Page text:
Title:
Treatment of silage with lactobacillus diolivorans
Kind Code:
A1


Abstract:
Disclosed herein are various Lactobacillus diolivorans compositions and methods used for the treatment and prevention of the spoilage of silage, as well as to provide silage that is stable upon exposure to air. In an exemplary embodiment, a composition is provided that includes a concentration of Lactobacillus diolivorans that can be effective to delay or reduce heating by delaying or eliminating the growth of yeasts and molds in the silage.



Inventors:
Charley, Robert C. (Niagara-on-the-Lake, CA)
Kung Jr., Limin (Newark, DE, US)
Application Number:
11/155019
Publication Date:
12/22/2005
Filing Date:
06/16/2005
Primary Class:
International Classes:
A23K1/00; A23K3/03; (IPC1-7): A23K1/00
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Primary Examiner:
BADR, HAMID R
Attorney, Agent or Firm:
NUTTER MCCLENNEN & FISH LLP (BOSTON, MA, US)
Claims:
1. A method for treating silage to prevent or reduce aerobic spoilage, comprising: adding to said silage an inoculant composition having an amount of Lactobacillus diolivorans that is effective to prevent or reduce said aerobic spoilage.

2. The method of claim 1, wherein the inoculant composition consists essentially of Lactobacillus diolivorans.

3. The method of claim 2, wherein the step of adding an inoculant composition to the silage further comprises adding about 1,000,000 cfu/g of forage of Lactobacillus diolivorans to the silage.

4. The method of claim 1, wherein the inoculant composition further comprises Lactobacillus buchneri and P. pentosaceus.

5. The method of claim 4, wherein the step of adding an inoculant composition to the silage further comprises adding about 1,000,000 cfu/g of forage of Lactobacillus diolivorans, about 400,000 cfu/g of forage of Lactobacillus buchneri to the silage, and about 100,000 cfu/g of forage of P. pentosaceus to said silage.

6. The method of claim 4, wherein the inoculant composition further comprises propanediol.

7. The method of claim 6, wherein the chemical and microbial composition of the silage is greater than about 30.7% DM.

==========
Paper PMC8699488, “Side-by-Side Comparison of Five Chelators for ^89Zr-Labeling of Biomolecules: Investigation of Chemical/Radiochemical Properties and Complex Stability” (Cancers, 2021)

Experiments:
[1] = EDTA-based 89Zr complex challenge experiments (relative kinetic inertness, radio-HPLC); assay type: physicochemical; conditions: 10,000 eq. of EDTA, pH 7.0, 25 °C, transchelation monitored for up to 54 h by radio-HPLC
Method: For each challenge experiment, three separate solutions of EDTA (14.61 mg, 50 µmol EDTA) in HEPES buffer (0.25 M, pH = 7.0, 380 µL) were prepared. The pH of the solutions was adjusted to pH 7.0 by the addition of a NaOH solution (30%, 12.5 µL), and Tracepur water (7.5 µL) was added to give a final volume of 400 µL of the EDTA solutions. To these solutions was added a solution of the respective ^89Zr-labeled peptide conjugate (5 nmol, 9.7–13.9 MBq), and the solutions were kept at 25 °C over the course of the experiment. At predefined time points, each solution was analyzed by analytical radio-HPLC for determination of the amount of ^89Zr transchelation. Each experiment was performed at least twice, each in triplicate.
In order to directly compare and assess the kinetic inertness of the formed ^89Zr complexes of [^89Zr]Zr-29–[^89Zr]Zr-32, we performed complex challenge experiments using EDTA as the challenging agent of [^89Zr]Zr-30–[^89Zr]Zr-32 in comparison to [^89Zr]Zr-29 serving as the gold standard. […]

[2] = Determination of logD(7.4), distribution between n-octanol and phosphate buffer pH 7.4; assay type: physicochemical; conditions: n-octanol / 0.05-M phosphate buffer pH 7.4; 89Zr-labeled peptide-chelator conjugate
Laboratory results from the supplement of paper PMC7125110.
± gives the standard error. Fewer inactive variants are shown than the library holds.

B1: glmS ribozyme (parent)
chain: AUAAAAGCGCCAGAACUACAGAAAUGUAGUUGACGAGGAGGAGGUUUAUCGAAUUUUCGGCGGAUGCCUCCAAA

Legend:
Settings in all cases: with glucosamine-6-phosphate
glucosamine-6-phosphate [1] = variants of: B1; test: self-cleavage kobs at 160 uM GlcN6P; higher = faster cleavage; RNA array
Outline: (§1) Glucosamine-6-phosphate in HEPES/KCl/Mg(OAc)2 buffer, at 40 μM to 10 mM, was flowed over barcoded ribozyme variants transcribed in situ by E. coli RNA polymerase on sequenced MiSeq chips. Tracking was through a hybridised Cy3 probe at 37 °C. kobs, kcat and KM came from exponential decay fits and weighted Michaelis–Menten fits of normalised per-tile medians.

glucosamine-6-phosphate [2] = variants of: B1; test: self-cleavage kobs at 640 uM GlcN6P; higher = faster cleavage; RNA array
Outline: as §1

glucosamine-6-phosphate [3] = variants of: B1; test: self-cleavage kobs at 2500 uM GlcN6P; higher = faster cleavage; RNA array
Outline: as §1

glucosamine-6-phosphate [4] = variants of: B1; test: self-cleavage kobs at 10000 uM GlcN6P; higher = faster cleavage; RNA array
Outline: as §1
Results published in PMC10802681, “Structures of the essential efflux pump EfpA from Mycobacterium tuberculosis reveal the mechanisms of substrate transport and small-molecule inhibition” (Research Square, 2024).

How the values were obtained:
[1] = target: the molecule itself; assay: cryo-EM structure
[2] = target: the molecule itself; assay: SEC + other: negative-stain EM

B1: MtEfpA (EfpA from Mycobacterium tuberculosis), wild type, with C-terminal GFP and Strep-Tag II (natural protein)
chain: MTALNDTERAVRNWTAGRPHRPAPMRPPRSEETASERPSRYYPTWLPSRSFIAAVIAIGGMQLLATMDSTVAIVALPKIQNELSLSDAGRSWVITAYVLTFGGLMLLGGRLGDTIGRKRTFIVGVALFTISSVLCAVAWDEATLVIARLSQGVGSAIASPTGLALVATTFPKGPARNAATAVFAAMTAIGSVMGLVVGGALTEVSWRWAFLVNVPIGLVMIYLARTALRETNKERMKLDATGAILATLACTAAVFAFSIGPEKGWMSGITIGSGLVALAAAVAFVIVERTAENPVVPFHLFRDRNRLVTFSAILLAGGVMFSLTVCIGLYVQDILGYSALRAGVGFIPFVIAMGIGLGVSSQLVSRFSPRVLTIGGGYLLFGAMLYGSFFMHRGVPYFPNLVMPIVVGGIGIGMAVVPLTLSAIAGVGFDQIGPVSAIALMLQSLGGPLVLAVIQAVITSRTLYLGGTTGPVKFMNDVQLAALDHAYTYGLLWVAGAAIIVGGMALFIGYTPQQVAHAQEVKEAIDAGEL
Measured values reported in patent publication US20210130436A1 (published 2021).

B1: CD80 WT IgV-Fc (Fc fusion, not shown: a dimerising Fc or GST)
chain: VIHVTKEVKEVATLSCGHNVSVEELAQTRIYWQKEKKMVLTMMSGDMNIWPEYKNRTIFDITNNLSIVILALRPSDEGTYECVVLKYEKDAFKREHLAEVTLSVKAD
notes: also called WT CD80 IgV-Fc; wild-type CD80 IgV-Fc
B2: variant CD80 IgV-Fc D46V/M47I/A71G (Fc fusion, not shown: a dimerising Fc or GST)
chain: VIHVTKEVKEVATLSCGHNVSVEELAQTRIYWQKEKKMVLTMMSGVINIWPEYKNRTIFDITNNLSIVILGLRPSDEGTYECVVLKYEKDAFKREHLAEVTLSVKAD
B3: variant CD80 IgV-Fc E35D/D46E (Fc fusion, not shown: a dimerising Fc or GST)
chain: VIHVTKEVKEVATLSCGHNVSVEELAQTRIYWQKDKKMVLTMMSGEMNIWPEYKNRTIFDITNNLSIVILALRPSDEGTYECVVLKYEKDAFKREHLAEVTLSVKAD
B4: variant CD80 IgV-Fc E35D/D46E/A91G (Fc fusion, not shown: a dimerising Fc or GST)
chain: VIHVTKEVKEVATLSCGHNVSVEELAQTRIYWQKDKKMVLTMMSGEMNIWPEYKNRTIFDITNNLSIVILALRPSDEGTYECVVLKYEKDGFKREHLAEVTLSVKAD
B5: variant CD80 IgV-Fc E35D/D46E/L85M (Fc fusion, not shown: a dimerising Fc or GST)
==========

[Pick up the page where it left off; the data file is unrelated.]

8. The method of claim 1, further comprising maintaining the silage closed for a period of at least 30 days subsequent to the addition of the inoculant, wherein the treated silage is essentially thermostable maintaining ambient temperatures for an extended time period.

9. The method of claim 1, wherein said prevention or reduction of aerobic spoilage occurs without the formation of a secondary metabolite or a fatty acid.

10. A silage inoculant comprising: an amount of Lactobacillus diolivorans that is effective to prevent or reduce spoilage of said silage.

11. The silage inoculant of claim 10, wherein the amount of Lactobacillus diolivorans is about 1,000,000 cfu/g of forage.

12. The silage inoculant of claim 10, wherein the inoculant further comprises Lactobacillus buchneri and P. pentosaceus.

13. The silage inoculant of claim 12, wherein the amount of Lactobacillus diolivorans is about 1,000,000 cfu/g of forage, the amount of Lactobacillus buchneri is about 400,000 cfu/g of forage, and the amount of P. pentosaceus is about 100,000 cfu/g of forage.

14. The silage inoculant of claim 12, wherein the inoculant further comprises propanediol.

15. An aerobically stable silage product comprising: a silage; and Lactobacillus diolivorans.

16. The product of claim 15, wherein the amount of Lactobacillus diolivorans is about 1,000,000 cfu/g of forage.

17. The product of claim 15, wherein the composition of lactic acid bacteria in the silage is about 8.71 log cfu/g.

18. The product of claim 15, further comprising Lactobacillus buchneri and P. pentosaceus.